Footage emerges of passenger before he was dragged off United flight

New video has emerged of Dr. David Dao—the passenger who was infamously dragged off a United flight—before he was forcibly removed from his seat by the Chicago Aviation Police Department at O’Hare airport on Sunday.

Clips of Dao being dragged down the aisle have since gone viral, with many of his fellow passengers coming to his defense after United CEO Oscar Munoz claimed the man was “disruptive and belligerent.”

But passenger Joya Griffin Cummings says she began filming Dao’s encounter with the Chicago Aviation police officers before he was physically taken out of his airplane seat.

In Cummings' video (which has since been uploaded to YouTube by user R Marbles), Dao, who is seated next to the window, says to the officers standing in the aisle, “I won’t go. I’m a physician I have to work tomorrow, eight o’clock.”

Dao who is on his cellphone, appears to say something about making a “lawsuit against United Airlines” but does not raise his voice until the officers continue to tell him he has to leave. “I am not going,” he repeats, while shaking his head.

The officer then suggests that he may have to “drag” Dao off.


“Well, you can then drag me. I don’t go, I’m not going,” the doctor says again. “I’m staying right here.”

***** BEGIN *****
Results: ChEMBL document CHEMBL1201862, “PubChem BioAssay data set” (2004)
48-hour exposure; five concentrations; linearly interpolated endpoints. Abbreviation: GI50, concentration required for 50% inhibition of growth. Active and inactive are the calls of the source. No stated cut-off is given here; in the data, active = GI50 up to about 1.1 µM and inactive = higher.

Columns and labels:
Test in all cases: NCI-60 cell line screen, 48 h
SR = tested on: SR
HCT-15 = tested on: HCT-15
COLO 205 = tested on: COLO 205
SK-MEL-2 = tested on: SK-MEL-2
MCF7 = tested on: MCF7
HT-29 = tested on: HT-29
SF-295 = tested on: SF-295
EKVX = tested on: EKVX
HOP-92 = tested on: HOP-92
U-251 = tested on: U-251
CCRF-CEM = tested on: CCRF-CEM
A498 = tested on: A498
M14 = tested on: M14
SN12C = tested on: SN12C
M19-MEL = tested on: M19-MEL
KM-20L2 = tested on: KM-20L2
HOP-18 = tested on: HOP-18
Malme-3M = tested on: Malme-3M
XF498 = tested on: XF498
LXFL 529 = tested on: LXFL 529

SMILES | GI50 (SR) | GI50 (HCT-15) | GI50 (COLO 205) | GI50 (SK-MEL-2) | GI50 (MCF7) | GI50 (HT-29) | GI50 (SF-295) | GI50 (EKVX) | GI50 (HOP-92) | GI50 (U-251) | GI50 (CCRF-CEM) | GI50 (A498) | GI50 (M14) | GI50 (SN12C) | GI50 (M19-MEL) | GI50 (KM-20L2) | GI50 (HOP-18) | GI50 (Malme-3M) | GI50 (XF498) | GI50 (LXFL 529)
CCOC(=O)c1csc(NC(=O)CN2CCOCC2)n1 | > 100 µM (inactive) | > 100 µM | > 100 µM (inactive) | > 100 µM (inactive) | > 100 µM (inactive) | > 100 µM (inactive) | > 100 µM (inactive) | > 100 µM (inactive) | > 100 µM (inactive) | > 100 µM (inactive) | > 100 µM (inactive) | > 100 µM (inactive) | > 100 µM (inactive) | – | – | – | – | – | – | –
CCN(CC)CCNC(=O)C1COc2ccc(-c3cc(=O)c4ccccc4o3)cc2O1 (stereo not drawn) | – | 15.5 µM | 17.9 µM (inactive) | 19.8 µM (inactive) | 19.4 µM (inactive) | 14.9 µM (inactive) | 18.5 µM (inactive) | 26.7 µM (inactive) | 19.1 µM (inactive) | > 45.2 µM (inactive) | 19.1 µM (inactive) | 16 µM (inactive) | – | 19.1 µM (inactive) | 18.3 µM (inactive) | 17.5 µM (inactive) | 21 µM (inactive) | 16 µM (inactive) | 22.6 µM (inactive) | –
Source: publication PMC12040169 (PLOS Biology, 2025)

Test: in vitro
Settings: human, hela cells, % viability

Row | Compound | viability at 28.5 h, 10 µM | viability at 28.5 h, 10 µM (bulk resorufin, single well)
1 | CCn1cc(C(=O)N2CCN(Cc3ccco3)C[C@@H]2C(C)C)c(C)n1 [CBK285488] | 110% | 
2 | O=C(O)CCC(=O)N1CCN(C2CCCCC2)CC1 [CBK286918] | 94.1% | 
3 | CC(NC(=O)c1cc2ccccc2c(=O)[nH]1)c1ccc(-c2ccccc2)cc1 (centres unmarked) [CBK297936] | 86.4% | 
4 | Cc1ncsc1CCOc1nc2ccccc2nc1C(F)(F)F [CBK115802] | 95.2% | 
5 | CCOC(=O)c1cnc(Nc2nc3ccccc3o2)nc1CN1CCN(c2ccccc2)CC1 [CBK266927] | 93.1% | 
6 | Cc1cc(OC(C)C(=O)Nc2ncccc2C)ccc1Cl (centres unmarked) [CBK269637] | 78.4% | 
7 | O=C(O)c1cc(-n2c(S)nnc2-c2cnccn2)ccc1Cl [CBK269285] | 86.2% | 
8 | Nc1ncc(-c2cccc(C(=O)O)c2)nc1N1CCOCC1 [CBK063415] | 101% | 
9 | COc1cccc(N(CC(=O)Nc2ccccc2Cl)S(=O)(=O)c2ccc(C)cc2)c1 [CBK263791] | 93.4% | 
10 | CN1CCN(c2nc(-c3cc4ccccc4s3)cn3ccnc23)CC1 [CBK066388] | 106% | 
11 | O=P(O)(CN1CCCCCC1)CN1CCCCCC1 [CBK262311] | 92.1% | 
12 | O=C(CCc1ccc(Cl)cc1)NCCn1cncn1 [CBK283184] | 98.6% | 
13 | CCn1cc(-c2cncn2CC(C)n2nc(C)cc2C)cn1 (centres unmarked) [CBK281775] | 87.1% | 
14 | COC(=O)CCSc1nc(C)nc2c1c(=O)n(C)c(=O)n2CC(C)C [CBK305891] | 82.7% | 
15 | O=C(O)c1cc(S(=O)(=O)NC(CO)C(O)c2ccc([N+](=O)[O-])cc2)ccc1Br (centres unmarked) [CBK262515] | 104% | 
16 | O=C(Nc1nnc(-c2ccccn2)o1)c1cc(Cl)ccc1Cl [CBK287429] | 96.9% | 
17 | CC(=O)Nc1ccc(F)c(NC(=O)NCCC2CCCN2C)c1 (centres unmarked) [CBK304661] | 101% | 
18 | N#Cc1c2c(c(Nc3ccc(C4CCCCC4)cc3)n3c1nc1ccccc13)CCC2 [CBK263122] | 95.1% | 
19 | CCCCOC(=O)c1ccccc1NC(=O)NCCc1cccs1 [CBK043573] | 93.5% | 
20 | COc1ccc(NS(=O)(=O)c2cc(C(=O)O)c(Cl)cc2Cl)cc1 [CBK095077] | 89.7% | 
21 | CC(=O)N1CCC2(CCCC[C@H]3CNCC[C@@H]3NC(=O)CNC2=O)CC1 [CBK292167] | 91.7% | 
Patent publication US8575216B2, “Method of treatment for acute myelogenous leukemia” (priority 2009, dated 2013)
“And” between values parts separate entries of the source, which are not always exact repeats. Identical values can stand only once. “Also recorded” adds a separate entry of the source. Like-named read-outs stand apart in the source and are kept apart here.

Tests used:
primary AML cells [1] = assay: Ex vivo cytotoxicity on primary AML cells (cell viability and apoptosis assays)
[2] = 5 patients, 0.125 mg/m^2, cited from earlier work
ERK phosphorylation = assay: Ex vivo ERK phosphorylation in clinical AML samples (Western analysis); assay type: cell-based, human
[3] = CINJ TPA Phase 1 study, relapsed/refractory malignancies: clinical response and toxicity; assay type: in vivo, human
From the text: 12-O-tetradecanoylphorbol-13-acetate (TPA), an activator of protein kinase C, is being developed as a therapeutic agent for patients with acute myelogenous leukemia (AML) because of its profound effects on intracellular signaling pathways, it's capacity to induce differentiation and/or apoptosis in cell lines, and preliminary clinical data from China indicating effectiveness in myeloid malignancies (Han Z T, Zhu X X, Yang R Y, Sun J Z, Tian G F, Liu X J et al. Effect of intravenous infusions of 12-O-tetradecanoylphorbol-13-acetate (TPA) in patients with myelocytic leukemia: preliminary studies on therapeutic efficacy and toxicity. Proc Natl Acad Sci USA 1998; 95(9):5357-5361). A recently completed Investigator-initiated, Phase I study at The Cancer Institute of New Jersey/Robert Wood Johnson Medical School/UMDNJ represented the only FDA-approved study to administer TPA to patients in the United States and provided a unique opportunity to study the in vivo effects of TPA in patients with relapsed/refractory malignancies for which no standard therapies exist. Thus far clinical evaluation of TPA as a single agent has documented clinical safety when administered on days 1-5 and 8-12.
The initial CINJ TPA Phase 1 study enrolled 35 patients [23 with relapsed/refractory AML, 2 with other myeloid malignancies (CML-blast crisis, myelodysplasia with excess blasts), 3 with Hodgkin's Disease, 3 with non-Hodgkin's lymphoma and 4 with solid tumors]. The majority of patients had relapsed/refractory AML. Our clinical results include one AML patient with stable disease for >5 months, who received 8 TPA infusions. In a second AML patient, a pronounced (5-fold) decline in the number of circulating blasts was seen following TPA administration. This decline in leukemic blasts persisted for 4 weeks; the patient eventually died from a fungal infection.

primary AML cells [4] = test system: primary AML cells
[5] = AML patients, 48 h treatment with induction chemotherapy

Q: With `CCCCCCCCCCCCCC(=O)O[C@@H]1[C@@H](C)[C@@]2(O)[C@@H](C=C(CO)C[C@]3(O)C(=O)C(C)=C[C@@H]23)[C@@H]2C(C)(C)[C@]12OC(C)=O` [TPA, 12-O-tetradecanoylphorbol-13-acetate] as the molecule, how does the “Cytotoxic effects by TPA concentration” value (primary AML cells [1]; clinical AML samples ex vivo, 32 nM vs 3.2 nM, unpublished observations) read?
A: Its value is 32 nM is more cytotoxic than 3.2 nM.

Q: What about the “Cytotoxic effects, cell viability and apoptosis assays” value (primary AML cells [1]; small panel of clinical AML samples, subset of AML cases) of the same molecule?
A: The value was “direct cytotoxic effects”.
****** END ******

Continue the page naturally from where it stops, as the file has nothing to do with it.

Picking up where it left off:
“I’m just telling you, it’s going to be a lot harder for you,” Dao replies, “Yes, I know that, I’d rather go to jail.”

The clip then switches angles, at which point Dao can no longer be seen but can be heard saying “I have to go home.”

In a Facebook post, Cummings wrote, “Thank you to all of the friends and friends of friends who shared my video of Dr. Dao before he was forcibly removed from our flight. For getting the word out that this passenger was no more ‘irate or belligerent’ than any weary passenger after a long day of travel would be.”

She continues, " I was not concerned for my safety, nor that of my toddler's or for my pregnancy until the police were called aboard our plane to remove him. I was worried about what a physical altercation would entail with us sitting directly behind him and if the officers were armed in a tiny, confined space."

Cummings says a United representative called her Wednesday evening to offer an apology, and a full refund for her tickets. But, says the passenger, it's just a "small gesture for the horror that everyone experienced on that plane and what the world is experiencing now at this injustice."

Munoz has since issued a public apology, calling the incident "truly horrific," but many PR experts have warned it may be too little too late.

A representative for United was not immediately available for comment.